Student and professor battle 9/11-related cancer years after terror attacks

NEW YORK — Even though Professor Yvonne Phang recalls the "very awful, acrid smell" that wafted into her college classroom and the "eerie haze" she'd see under klieg lights while Ground Zero was being cleaned up, the educator wasn't expecting "any kind of physical consequences" in the years after the September 11 attacks caused the Twin Towers to collapse.

Phang was teaching accounting on the sixth floor of the Borough of Manhattan Community College in the immediate months after 9/11 at the main campus on Chambers and West Street.

She was right in the toxic zone.

In October 2017, more than 16 years after terrorists flew planes into the towers, Professor Phang received a breast cancer diagnosis.

“Triple negative,” Phang told PIX11 News. “I was told later ‘triple negative’ breast cancer is the most aggressive form of breast cancer.”

Professor Phang underwent a double mastectomy; she needed 4 ½ months of chemotherapy, followed by 33 daily sessions of radiation.

But Phang told us she was more concerned about the possible loss of income because she had already used up her sick days in 2017 to have a knee replacement.

She couldn’t survive, she said, with no cash flow from her job.

“To me, that would represent a fate worse than death,” the professor said.

That’s when her colleagues at BMCC stepped forward and did something incredibly generous.

“Twenty faculty and staff, some I don’t even know, donated ‘leave:’ a total of 200 days,” Professor Phang told PIX11.

“It took the weight off my shoulder,” Phang said. “They gave me the gift of time, which is what I needed.”

Professor Phang told us her treatments lasted nine months. She was able to return to teaching at BMCC.

About a year later, a friend was driving when she heard a radio ad about the September 11th Victim Compensation Fund.

“I was overjoyed to learn I could qualify,” Phang said. “I did not have a clue before that. I didn’t even hear of the Zadroga Act passed in 2011.”

Professor Phang gave herself a quick education and contacted attorney Michael Barasch with the Barasch McGarry law firm downtown.

“They were exposed to the same toxic dust as the firefighters and the police officers,” Barasch said to PIX11 about teachers and students in lower Manhattan.

The Zadroga Act was recently extended 72 years. Barasch said it’s important for any of the 400,000 people who worked, lived or attended school downtown in the toxic zone to register with the World Trade Center Health program now so they can get documentation proving they were near the scene in the months after the attacks.

“I provided class schedules that showed which room I was in,” Professor Phang said. “It satisfied the requirements for the number of hours I was exposed.”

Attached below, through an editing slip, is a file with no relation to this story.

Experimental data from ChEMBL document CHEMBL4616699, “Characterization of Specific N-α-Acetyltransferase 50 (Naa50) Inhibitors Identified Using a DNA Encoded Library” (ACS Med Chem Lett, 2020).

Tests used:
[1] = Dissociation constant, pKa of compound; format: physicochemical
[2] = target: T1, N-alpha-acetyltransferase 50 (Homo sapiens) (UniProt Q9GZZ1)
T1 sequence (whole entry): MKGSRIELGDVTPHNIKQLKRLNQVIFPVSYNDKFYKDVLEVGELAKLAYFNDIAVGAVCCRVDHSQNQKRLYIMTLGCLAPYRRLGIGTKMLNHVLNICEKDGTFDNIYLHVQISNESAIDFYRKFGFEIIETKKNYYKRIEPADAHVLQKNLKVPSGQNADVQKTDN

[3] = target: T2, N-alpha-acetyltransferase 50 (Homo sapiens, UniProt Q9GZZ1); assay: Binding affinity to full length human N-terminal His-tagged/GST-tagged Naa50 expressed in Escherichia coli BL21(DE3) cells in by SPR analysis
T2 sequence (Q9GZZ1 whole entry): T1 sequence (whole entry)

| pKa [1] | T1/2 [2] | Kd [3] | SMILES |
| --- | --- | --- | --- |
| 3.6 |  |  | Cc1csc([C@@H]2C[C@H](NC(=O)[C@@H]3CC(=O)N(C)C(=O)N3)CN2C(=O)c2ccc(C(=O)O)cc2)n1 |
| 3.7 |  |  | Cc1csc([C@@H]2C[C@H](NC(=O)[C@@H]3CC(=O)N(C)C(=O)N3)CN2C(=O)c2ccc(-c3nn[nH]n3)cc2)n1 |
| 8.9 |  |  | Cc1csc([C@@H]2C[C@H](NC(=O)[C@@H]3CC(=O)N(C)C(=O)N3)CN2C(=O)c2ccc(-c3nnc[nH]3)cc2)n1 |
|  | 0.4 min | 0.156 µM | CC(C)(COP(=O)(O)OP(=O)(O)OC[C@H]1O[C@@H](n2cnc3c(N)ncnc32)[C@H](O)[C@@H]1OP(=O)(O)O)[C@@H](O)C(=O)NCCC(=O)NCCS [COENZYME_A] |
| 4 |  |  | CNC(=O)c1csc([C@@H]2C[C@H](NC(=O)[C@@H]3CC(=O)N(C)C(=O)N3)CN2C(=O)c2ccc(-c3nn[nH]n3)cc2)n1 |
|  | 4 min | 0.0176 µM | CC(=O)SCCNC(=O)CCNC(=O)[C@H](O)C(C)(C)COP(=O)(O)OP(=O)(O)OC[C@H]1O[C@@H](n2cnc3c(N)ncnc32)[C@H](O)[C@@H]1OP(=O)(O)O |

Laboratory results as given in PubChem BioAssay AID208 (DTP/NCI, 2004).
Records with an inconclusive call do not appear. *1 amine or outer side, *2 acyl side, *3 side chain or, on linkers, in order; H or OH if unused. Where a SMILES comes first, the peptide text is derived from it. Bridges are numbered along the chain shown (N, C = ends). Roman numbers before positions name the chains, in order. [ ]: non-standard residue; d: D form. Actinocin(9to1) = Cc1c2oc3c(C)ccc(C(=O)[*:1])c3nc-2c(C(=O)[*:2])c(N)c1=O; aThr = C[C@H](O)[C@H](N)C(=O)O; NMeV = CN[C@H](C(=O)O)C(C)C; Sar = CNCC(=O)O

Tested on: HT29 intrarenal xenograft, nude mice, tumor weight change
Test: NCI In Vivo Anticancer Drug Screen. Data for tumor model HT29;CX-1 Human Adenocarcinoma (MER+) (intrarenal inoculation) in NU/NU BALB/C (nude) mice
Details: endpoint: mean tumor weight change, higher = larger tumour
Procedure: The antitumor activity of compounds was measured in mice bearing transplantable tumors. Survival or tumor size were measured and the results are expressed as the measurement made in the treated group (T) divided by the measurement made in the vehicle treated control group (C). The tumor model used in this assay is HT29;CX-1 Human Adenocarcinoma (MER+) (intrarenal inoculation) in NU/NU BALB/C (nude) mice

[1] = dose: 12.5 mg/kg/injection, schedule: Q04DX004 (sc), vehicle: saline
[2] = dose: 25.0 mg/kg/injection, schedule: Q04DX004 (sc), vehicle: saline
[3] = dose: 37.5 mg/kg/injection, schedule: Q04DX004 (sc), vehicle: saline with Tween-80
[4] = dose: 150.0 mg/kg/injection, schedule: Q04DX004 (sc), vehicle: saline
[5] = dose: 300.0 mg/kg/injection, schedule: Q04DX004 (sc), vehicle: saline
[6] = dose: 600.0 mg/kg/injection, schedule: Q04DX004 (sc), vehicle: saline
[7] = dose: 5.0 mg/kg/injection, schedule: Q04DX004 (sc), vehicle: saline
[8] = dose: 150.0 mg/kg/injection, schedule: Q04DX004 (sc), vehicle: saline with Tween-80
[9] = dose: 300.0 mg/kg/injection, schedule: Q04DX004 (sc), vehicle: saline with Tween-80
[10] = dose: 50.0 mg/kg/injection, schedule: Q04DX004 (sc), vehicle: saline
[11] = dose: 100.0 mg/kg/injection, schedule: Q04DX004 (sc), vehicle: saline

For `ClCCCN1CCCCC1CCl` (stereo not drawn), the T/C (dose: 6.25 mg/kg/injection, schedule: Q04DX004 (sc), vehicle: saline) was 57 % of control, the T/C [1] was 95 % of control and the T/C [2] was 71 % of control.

Barsach said if you have skin cancer, you’re going to get $90,000."

"If you have any of the serious cancers, you’re going to get $250,000," Barsach said. "If you have multiple cancers, you’re going to get $340,000.”

Shoshana Dornhelm was only 15, a sophomore at Stuyvesant High School, when she was late for history class the Tuesday morning of the 9/11 attacks.

She had to run from the 10th floor to the second at the Chambers Street school for gifted students.

“Everybody was gathered around the windows,” Dornhelm recalled. “As soon as I went to the window to look, the second plane hit and there was a huge explosion.”

In the chaos of the eventual evacuation that followed, Dornhelm remembered “white powder” covering hundreds of people running north on West Street.

Dornhelm was back at Stuyvesant by Oct. 9, with the EPA assuring teachers and students and downtown residents the air was safe.

She later graduated from Binghamton University upstate after majoring in psychology and math.

When she was 29, nearly 15 years after the terror attacks, Dornhelm “noticed my neck was swelling up, the lymph nodes.”

This was in January 2016. By April, a doctor had diagnosed Dornhelm with Hodgkin’s lymphoma.

She needed six rounds of chemo for a cancer that’s considered highly curable.

“It was rough; I lost my hair,” Dornhelm, now 33, told PIX11 in Brooklyn. “I was weak all the time. I just couldn’t live a normal life.”

“Emotionally, it was a lot harder, to be honest,” Dornhelm said. “It really put a dent in my life, a roadblock, moving forward.”

A year after she filled out applications with the World Trade Center Health Program, her illness was certified as 9/11-related.

She will be eligible to receive a benefit from the Victim Compensation Fund.

“I feel I have that safety net should something come later on,” Dornhelm said.

In terms of the cancer, “I consider myself completely recovered, so I’m happy for that,” she said. “It’s something I never would have expected to happen at my age.”

Dornhelm and Professor Phang are both encouraging the people who lived or worked or attended school downtown to register with the program.

Dornhelm said she doesn’t want to focus on any anger she may feel, because government officials said the air in lower Manhattan was safe after 9/11.

She does struggle with a form of PTSD.

“It’s an anxiety, an ‘undercurrent’ that I feel,” Dornhelm said. “I’m kind of still working through that.”

For anyone interested in registering, contact the World Trade Center Health Program or the Victim Compensation Fund. You can also reach out to INFO@STUDENTSOF911.ORG.

AlertMe
Notice: you are using an outdated browser. Microsoft does not recommend using IE as your default browser. Some features on this website, like video and images, might not work properly. For the best experience, please upgrade your browser.